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precept. God hath enjoined it, to the comfort of parents, and behoof of children: which therefore, as it may not be superstitiously hastened, so not negligently deferred.

That the contempt of baptism damneth, is past all doubt; but, that the constrained absence thereof should send infants to hell, is a cruel rashness. It is not their sin to die early : death is a punishment, not an offence; an effect of sin, not a cause of torment: they want nothing but time; which they could not command. Because they could not live a while longer, that therefore they should die everlastingly, is the hard sentence of a bloody religion.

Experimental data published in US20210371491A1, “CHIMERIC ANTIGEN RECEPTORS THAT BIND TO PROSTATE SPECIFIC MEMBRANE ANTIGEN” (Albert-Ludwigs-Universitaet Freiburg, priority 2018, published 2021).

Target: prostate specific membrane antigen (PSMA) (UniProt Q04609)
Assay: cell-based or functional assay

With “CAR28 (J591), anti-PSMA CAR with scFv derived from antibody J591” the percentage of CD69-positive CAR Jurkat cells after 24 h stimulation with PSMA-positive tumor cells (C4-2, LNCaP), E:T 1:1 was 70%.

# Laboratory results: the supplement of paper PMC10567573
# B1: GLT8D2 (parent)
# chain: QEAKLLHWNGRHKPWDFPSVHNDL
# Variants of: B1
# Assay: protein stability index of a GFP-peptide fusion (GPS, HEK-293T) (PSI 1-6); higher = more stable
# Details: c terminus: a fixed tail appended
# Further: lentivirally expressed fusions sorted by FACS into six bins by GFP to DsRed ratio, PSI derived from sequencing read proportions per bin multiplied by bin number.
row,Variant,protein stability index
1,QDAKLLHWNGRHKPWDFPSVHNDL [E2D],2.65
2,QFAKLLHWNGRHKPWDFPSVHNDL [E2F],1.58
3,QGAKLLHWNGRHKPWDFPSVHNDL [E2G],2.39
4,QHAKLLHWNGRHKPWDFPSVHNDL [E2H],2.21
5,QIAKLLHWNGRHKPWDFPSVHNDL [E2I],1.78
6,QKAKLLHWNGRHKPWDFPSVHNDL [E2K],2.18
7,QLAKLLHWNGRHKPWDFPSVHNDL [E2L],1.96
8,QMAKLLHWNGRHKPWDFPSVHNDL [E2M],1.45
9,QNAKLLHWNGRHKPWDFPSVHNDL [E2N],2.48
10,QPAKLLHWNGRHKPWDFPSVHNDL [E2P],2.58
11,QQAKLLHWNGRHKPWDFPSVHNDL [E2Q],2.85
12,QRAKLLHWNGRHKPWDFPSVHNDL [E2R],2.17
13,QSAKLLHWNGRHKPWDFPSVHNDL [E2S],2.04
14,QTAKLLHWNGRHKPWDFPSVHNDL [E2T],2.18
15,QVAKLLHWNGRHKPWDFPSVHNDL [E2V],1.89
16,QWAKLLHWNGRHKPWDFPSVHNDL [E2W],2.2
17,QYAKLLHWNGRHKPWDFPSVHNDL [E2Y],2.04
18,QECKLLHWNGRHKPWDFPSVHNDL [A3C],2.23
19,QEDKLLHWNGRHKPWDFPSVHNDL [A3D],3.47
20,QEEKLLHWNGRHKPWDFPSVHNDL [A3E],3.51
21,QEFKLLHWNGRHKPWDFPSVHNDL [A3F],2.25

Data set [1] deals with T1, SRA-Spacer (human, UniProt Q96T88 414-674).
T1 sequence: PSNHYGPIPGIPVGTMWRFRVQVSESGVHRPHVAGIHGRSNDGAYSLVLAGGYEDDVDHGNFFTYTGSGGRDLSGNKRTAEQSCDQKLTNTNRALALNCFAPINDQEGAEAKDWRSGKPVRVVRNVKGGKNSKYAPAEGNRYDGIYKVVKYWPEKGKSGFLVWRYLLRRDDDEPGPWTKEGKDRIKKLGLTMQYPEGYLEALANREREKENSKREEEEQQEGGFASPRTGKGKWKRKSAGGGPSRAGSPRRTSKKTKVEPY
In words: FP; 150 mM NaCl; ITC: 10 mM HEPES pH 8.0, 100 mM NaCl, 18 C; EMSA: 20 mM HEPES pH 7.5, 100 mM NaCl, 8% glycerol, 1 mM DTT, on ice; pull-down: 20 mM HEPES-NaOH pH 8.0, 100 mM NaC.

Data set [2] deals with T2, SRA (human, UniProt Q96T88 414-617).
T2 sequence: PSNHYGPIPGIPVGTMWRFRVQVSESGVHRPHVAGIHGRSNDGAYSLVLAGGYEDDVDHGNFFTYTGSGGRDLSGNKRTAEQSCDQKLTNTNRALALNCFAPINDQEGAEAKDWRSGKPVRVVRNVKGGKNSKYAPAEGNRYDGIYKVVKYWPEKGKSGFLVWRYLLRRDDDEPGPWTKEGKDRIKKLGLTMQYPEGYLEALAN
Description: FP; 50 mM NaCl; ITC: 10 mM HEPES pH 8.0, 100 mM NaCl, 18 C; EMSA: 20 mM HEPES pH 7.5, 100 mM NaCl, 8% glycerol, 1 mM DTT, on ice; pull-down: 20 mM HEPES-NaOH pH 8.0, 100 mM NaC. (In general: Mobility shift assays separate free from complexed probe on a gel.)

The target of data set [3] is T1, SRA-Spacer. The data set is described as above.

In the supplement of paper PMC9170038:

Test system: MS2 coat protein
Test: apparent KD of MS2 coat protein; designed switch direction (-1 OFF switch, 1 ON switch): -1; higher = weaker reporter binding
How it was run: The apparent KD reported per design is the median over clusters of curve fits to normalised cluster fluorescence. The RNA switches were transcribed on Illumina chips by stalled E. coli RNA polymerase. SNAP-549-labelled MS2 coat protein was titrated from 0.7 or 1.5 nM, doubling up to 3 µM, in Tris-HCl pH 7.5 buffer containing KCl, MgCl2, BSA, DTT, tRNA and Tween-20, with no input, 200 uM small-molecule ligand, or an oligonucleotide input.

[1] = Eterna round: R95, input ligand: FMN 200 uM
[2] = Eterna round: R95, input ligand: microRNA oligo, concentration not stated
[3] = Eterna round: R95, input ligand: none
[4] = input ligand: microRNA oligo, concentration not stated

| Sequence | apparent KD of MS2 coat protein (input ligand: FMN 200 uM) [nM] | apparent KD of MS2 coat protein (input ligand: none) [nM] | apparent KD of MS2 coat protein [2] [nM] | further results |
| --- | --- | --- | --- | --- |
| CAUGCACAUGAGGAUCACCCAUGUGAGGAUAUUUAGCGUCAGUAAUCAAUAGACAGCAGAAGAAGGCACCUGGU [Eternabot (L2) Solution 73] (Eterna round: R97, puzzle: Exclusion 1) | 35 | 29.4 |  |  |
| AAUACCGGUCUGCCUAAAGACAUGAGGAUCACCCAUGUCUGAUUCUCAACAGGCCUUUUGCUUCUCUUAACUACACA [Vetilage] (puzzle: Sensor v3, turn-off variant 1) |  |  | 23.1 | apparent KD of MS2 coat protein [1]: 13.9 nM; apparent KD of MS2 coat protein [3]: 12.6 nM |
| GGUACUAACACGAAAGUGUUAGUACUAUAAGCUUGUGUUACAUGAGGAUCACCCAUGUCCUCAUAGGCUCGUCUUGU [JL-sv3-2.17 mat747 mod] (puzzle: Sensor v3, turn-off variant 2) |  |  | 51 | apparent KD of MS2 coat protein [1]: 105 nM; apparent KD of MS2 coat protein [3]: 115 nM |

I am only sorry, that so harsh an opinion should be graced with the name of a Father, so reverend, so divine: whose sentence yet let no man plead by halves. He, who held it impossible for a child to be saved unless the baptismal water were poured on his face, held it also as impossible, for the same infant, unless the sacramental bread were received into his mouth. There is the same ground for both; the same error in both; a weakness, fit for forgetfulness : see yet, how ignorant or ill-meaning posterity could single out the one half of the opinion for truth, and condemn the other of falsehood. In spite of whom, one part shall easily convince the other; yea, without all force: since both cannot stand, both will fall together for company. The same mouth, which said, Unless ye be born again of water, and the Holy Ghost, said also, Except ye eat the flesh of the Son of Man, and drink his blood : an equal necessity of both. And, lest any should plead different interpretations, the same St. Austin avers this latter opinion also, concerning the necessary communicating of children, to have been once the common judgment of the Church of Rome: a sentence so displeasing, that you shall find the memory of it noted with a black coal, and wiped out in that infamous bill of Expurgations.